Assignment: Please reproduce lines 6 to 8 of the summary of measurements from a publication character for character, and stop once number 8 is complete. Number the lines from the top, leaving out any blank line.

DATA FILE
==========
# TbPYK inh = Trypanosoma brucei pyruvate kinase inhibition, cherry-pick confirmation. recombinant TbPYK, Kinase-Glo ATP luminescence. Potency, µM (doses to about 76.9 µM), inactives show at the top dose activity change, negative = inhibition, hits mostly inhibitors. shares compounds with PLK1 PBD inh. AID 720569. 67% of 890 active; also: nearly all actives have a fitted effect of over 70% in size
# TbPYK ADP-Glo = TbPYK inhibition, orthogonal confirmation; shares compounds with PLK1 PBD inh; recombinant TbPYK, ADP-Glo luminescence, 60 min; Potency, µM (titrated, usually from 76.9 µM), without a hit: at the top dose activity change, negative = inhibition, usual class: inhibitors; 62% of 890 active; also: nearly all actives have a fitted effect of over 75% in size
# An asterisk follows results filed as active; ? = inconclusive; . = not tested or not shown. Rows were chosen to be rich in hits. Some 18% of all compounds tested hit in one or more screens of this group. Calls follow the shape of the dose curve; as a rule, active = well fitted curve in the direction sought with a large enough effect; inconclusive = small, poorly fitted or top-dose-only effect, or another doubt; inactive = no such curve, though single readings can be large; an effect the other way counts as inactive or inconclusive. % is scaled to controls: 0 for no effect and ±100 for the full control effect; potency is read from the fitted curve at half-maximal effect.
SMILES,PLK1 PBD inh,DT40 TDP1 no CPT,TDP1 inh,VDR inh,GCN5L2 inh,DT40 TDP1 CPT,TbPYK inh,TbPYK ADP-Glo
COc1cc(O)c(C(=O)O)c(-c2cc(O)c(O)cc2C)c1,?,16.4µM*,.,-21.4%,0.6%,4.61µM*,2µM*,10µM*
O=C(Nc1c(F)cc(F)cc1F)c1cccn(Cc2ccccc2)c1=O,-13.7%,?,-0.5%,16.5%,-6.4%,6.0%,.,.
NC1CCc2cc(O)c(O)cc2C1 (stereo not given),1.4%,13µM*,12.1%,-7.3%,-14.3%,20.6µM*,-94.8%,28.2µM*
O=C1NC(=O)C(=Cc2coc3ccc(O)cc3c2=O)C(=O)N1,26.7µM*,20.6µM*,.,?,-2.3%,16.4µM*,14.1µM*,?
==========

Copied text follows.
O=C(Nc1c(F)cc(F)cc1F)c1cccn(Cc2ccccc2)c1=O,-13.7%,?,-0.5%,16.5%,-6.4%,6.0%,.,.
NC1CCc2cc(O)c(O)cc2C1 (stereo not given),1.4%,13µM*,12.1%,-7.3%,-14.3%,20.6µM*,-94.8%,28.2µM*
O=C1NC(=O)C(=Cc2coc3ccc(O)cc3c2=O)C(=O)N1,26.7µM*,20.6µM*,.,?,-2.3%,16.4µM*,14.1µM*,?